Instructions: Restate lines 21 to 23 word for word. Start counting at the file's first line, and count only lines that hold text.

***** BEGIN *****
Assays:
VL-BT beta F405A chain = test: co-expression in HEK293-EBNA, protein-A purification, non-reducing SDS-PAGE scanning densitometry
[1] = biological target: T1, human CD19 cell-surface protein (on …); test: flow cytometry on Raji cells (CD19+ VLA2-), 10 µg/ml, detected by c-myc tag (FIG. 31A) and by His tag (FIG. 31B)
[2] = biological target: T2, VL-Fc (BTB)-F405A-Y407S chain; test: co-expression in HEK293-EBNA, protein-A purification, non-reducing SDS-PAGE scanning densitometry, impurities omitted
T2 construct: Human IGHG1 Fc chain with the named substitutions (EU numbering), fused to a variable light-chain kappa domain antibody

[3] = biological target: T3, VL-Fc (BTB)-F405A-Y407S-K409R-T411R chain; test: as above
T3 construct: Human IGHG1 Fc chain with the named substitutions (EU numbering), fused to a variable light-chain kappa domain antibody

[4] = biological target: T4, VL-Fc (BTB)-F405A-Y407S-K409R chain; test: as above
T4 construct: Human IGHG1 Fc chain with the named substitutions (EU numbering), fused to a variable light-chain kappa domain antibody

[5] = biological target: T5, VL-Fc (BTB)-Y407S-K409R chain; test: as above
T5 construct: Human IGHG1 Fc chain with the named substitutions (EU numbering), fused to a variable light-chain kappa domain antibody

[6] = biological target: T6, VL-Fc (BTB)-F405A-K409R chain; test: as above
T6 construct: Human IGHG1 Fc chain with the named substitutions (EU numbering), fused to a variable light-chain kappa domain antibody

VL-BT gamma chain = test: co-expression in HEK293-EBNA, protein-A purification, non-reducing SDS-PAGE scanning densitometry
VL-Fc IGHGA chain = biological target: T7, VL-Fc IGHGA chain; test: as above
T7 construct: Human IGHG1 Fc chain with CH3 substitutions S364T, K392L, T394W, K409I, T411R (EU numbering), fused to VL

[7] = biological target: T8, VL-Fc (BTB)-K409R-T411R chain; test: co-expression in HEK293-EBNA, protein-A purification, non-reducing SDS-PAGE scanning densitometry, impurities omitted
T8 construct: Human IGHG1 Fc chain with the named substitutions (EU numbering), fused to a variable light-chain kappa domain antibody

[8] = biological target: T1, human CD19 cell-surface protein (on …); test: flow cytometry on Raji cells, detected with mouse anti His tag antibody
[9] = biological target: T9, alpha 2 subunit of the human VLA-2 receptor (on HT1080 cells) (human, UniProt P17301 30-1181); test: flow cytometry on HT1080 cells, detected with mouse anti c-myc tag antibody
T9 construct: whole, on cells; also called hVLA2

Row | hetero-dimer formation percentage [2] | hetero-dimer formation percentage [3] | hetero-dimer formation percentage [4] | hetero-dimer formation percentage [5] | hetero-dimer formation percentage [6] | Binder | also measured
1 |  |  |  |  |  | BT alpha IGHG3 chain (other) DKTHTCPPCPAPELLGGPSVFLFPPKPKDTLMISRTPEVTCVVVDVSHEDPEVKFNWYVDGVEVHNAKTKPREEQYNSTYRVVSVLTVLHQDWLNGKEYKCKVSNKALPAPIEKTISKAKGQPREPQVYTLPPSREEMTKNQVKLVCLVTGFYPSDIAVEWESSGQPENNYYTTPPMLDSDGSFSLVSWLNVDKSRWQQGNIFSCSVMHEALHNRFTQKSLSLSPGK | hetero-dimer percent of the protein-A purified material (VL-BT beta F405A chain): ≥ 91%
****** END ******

T9 construct: whole, on cells; also called hVLA2

Row | hetero-dimer formation percentage [2] | hetero-dimer formation percentage [3] | hetero-dimer formation percentage [4] | hetero-dimer formation percentage [5] | hetero-dimer formation percentage [6] | Binder | also measured
1 |  |  |  |  |  | BT alpha IGHG3 chain (other) DKTHTCPPCPAPELLGGPSVFLFPPKPKDTLMISRTPEVTCVVVDVSHEDPEVKFNWYVDGVEVHNAKTKPREEQYNSTYRVVSVLTVLHQDWLNGKEYKCKVSNKALPAPIEKTISKAKGQPREPQVYTLPPSREEMTKNQVKLVCLVTGFYPSDIAVEWESSGQPENNYYTTPPMLDSDGSFSLVSWLNVDKSRWQQGNIFSCSVMHEALHNRFTQKSLSLSPGK | hetero-dimer percent of the protein-A purified material (VL-BT beta F405A chain): ≥ 91%